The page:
There have been many different versions of HTML since the World Wide Web was invented in the early 90s by Tim Berners-Lee. The ‘rules’ for using each version are encapsulated in the standards published by the World Wide Web Consortium (W3C). The standards dictate the tags publishers are allowed to use (and in what order), and how those tags should be interpreted by browsers and ‘user agents’. For example, text within header tags are interpreted as headings, text within paragraph tags are interpreted as paragraphs.
How else would your web browser know the <h1> tag around a particular piece of text means, ‘display this as a headings’, if it didn’t have a set of rules to follow?
It is said (with irony), that ‘the great thing about standards is that there are so many to choose from’; and in this case it is quite true. However, if you are beginner, you won’t go far wrong if you decide to use the latest – and final – version of HTML released by the W3C, i.e., HTML 4.01 Strict. This is a good standard to adopt as it will never change (giving you a solid reliable way to markup your pages), and web browsers will understand your pages for a good while yet.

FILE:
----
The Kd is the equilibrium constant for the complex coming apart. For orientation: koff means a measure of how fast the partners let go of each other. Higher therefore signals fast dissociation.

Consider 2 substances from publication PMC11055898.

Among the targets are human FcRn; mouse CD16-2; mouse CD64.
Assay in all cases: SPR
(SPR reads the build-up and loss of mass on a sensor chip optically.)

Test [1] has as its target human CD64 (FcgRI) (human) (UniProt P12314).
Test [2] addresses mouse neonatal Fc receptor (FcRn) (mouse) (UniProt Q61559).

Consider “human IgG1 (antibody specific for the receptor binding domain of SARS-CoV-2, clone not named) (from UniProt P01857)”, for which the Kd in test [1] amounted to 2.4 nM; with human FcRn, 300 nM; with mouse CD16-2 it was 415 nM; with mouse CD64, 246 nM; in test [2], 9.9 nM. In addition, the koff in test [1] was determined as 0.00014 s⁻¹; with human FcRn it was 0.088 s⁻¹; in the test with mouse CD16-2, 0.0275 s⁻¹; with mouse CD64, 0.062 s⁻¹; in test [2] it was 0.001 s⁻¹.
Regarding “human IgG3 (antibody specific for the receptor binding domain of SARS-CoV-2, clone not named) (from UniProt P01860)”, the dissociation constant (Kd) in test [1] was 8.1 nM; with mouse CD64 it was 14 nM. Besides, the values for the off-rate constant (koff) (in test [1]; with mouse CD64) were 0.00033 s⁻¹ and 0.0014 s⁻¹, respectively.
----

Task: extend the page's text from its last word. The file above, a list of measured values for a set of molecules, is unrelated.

The ‘Strict’ part of the name means that you should not use tags and attributes that are no longer part of the final HTML standard (the jargon used when referring to these non-standard tags and attributes is ‘deprecated’). Mostly these are tags and attributes that are related to altering page presentation, e.g., the <font> tag and the bgcolor attribute. Staying away from deprecated tags and attributes removes a few more potential barriers to accessibility for your visitors.
If you are a more experienced coder and you have the tools to ensure that you don’t make mistakes when marking up documents, you may prefer to use XHTML 1 Strict. Adopting this more up-to-date standard will make you feel more virtuous, assist with accessibility, and help to future-proof your pages.
(If you read the excellent book, Designing With Web Standards by Jeffrey Zeldman, you will be convinced that you should be using XHTML 1 Transitional – but if you read the warnings by Ian Hickson about the dangers of sending XHTML as Text/HTML you will be slightly less sure.)
Future developments in the area of ‘markup for the web’ are based around the use of Extensible Markup Language – XML for short. This is not the place for a long discussion about what XML is, and what it can be used for, suffice to say it is a way of labeling and adding structure to data; in the case of XHTML – which is an application of XML – the data being labelled and structured is the content of a web page. XML is potentially a more flexible and ‘intelligent’ way of adding labels to your web published documents – because it is designed to make it easier for computers to process and transform documents into different formats.
All HTML pages must include a Document Type Declaration (DTD) as the first element in on the page. For example, if you are using HTML 4.01 Transitional, that declaration will be:
<!DOCTYPE HTML PUBLIC "-//W3C//DTD HTML 4.01 Transitional//EN" "http://www.w3.org/TR/html4/loose.dtd">